Sat in Pristina International Airport waiting for my flight to Vienna, and on to London, I’m wondering what this week has been all about: why do I feel so damned tired, and why do I have a photograph of a boy-mannequin, wearing a crocheted waistcoat, posed in front of a badger pelt on my phone?
The latter question may never be answered, but the former is quite simple: I’ve just spent 72 hours interrogating my own creative practice and the practice of another 3 artists. This has been part of an intense In Situ Atelier. IN SITU is a network of European programmers dedicated to the development and promotion of art in public space. Each Atelier is being held at different location across Europe, and consists of around 4 In Situ partner producers, who in turn each invite one artist that they have a working relationship with. I was lucky enough to be invited by Mark Denbigh at Norfolk and Norwich Festival to join him on this creative adventure, which I knew was going to be a creatively risky quest for new artistic direction.
Why risky? For me, creative inspiration, early development, and artistic direction are often discovered in isolation as I bounce freely between the acts of drawing, writing, engineering analysis, and fabrication. I am reluctant to expose ideas to anyone other than most trusted peers, until I feel that my ideas are strong enough to withstand interrogation. The work I presented at the Atelier was a development of VR Playground: an installation and public performance based around millennia old swings and 21st century VR technologies. VR Playground reached it’s 10,000th rider in Seoul. My intended development is now for a series of site-specific installations, to be created for specific existing neglected playgrounds – using the promise of technology-enabled play to reengage the public with these urban spaces. This development is a relatively easy technological challenge to present to a computer scientist (although the ensuing technology development may take 6 months, utilizing some cutting edge methods being developed in computer learning). However, it is not quite so easy to understand why such an idea might excite an audience, and what change I might be able to motivate through this excitement: changing perceptions of self, others, and the space we inhabit or move through.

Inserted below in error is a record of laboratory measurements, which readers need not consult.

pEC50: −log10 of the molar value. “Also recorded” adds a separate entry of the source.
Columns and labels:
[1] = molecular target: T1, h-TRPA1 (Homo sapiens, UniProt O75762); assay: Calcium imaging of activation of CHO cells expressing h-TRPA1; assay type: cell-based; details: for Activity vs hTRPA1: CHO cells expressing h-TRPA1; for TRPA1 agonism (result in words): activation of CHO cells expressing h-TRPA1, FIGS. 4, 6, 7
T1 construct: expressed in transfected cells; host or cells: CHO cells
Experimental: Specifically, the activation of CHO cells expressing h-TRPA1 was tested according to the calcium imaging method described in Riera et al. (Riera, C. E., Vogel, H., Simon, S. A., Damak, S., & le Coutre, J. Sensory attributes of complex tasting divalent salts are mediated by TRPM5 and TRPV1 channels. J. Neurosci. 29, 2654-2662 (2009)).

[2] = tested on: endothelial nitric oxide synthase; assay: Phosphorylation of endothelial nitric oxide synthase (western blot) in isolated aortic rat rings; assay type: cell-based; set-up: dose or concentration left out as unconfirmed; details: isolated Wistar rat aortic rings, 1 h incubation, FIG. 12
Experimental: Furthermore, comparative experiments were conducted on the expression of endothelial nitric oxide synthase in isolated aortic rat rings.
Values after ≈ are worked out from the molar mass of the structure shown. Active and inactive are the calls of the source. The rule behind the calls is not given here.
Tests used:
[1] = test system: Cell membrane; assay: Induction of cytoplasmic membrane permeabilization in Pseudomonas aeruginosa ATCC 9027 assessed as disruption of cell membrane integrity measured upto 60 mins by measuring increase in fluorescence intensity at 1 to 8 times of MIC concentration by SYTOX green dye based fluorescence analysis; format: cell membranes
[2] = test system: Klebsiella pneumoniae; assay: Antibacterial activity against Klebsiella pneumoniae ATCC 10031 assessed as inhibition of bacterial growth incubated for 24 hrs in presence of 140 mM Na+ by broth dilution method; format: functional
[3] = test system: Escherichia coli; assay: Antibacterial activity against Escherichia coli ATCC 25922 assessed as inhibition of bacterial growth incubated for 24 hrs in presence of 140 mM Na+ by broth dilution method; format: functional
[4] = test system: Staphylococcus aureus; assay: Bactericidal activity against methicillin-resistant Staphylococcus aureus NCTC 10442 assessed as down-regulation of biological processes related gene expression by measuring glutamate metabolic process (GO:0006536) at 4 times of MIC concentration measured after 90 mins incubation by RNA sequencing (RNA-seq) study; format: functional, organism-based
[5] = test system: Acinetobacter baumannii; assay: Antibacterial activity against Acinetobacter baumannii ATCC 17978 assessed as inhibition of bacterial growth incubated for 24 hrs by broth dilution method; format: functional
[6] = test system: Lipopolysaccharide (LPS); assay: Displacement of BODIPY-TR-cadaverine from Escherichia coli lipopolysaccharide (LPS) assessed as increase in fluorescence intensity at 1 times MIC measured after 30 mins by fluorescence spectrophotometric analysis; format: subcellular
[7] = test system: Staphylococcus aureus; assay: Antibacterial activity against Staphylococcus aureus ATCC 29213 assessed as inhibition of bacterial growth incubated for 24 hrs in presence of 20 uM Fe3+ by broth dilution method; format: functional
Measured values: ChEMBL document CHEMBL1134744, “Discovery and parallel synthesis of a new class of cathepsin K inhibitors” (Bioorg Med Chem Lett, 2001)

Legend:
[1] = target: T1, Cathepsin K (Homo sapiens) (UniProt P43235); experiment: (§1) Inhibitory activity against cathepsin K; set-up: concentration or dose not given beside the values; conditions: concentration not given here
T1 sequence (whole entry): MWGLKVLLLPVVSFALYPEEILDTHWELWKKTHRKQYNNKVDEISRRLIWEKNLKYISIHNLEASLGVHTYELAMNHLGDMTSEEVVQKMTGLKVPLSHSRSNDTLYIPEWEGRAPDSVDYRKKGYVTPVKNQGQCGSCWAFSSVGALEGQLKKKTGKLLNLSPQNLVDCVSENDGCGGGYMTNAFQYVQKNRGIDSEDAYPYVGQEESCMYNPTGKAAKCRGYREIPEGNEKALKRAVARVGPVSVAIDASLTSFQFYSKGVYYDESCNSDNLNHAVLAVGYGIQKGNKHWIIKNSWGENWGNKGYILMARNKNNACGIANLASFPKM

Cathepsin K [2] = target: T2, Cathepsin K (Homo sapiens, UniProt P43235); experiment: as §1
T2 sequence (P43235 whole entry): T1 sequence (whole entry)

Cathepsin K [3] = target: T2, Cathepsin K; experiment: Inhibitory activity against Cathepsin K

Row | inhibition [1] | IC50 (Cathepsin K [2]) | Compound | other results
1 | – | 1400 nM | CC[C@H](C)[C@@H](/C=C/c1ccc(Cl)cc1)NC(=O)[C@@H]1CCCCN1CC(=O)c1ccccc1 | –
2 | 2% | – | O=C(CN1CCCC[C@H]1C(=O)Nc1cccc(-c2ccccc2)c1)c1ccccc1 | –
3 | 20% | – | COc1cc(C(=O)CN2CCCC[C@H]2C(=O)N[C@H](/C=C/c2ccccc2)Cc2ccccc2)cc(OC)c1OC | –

Now, picture me sat on stage of Pristina’s Teatri ODA, in a circle of 10 artists and producers, reminiscent of a casting session, but feeling more like an AA meeting, going through a series sessions designed to help me find reveal the heart of my project. This was a process of continuous disassembly and reassembly, nourished by 1:1 mentoring walks, coffee (Kosovo does indeed do the best Macchiato in the world), beer, Raki, food… and a growing sense of friendship between members of our group as we all struggled together to grapple with each others work, which included free running spectacle, T-shirt political activism, and discussing a nations shared - yet glossed over - psychological traumas.
Has it been worth it? I’ve come to realize something quite fundamental and exciting about my creative practice and current project ideas. What that is? I simply invite you to come see, hear, and experience what I produce next as a result.
PS: I suspect “the boy and the badger” has something to do with the Ottoman Empire, but I’ve learned not to ask such questions unless I’m prepared to drink until 4 o’clock in the morning. Learning about Sworn Virgins, Blood Revenge and Oda (the ancient men’s speaking chamber) was just about as much as my poor head could withstand. I’ll pack more aspirin next time, and I do hope that there is a next time.